Do hot water recirculation systems work? What kind would you recommend?
I've seen advertisements claiming that hot water return systems will recirculate your water until it is the correct temperature, so that the water comes out hot when you turn the tap. How well do these systems work? Are they energy efficient? There are both active and passive systems. Which kind do you recommend?
I prefer passive hot water return systems to active recirculators.
Passive hot water recirculation systems work well and are energy efficient; they can cost approximately $500 to $700, including installation.
There are two different types of passive systems.
- One is the Grundfos Comfort Series, which involves an electric pump that is placed on the hot water heater outlet, pressurizing your hot water system to 3 to 4 psi (pounds per square inch).
- The Grundfos system enables you to install a bypass valve at remote locations where necessary (at the kitchen or vanity sink, for example). The bypass valve bleeds some hot water into the cold water system periodically to maintain the hot water at a level that most customers would be happy with. The benefit to this system is that it can be retrofitted after the sheetrock is up. The downside is that some people notice that their cold water initially can come out a little warm.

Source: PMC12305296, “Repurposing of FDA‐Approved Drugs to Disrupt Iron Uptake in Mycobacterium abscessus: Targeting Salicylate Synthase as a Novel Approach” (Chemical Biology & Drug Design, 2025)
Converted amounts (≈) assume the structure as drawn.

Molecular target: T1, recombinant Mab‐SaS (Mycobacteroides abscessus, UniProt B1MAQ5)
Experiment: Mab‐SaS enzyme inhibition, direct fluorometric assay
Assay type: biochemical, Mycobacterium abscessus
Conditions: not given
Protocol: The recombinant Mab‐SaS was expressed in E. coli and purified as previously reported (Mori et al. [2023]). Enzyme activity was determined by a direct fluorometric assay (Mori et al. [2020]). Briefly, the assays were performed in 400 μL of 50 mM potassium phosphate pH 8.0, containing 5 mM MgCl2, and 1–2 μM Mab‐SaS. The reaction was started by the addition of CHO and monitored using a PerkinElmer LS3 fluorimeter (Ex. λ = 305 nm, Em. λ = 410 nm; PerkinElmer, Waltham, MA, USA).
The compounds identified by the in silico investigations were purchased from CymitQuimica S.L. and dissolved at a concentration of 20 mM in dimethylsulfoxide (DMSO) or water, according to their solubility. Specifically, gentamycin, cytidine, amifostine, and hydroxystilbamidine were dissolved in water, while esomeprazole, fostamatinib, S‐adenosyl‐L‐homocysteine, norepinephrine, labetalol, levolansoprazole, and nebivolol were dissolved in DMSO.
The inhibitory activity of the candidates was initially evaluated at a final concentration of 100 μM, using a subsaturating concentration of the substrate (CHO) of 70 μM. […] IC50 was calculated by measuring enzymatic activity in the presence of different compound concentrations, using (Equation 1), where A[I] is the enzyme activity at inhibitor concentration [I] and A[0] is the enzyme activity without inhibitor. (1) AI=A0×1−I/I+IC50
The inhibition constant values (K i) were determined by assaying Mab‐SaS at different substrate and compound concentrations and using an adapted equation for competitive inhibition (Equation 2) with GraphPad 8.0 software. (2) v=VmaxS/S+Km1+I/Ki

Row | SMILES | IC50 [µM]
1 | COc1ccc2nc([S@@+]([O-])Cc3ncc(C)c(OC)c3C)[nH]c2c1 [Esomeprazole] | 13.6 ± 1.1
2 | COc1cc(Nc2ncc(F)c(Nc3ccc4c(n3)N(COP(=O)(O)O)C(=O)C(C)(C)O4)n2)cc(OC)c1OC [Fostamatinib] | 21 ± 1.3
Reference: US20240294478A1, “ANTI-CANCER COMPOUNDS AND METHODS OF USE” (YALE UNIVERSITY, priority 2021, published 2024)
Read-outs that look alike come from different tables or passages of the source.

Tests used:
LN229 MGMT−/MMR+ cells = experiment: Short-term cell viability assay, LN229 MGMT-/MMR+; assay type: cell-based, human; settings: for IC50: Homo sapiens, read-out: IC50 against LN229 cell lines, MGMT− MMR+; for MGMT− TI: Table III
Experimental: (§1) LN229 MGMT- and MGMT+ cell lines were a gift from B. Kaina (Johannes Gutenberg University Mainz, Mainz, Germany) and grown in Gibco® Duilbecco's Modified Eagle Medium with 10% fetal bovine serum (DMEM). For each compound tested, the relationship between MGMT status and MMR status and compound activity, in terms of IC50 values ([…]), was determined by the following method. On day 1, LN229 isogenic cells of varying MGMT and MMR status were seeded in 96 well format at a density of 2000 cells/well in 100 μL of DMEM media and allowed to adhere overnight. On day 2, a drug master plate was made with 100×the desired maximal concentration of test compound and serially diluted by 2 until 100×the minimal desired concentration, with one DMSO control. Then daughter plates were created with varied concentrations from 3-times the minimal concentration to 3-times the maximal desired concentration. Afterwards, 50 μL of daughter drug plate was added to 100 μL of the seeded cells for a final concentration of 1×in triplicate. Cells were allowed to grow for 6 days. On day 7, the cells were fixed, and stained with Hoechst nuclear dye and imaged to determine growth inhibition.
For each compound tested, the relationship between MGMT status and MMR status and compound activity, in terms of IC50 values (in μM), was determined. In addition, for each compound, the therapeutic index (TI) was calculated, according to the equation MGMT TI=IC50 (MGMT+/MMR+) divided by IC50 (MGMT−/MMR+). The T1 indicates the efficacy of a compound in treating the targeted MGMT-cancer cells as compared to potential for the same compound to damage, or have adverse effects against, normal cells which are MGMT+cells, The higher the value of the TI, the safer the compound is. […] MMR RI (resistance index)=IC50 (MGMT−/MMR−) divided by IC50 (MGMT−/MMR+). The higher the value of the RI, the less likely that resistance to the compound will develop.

- The other type of passive hot water recirculation system on the market requires small pumps to be placed directly at the remote locations instead of at the main hot water heater outlet. The drawback to this system is that you need an electrical power outlet near each pump, which can be a problem in a retrofit application.
- One manufacturer of this system is Laing Thermotech, Inc.
An active hot water return system is a hot water line that runs throughout the house and then returns back to the water heater, with a pump on it.
- This type of system is more expensive, at $1,200–1,500 for the unit and installation.
- To run such a system continuously would be very energy inefficient.
- If you choose this type of system, you will want it to run on a timer and you should make sure pipes are well-insulated to avoid heat loss.
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Check our hot water recirculating Q&A to see what questions other homeowners are asking about these systems.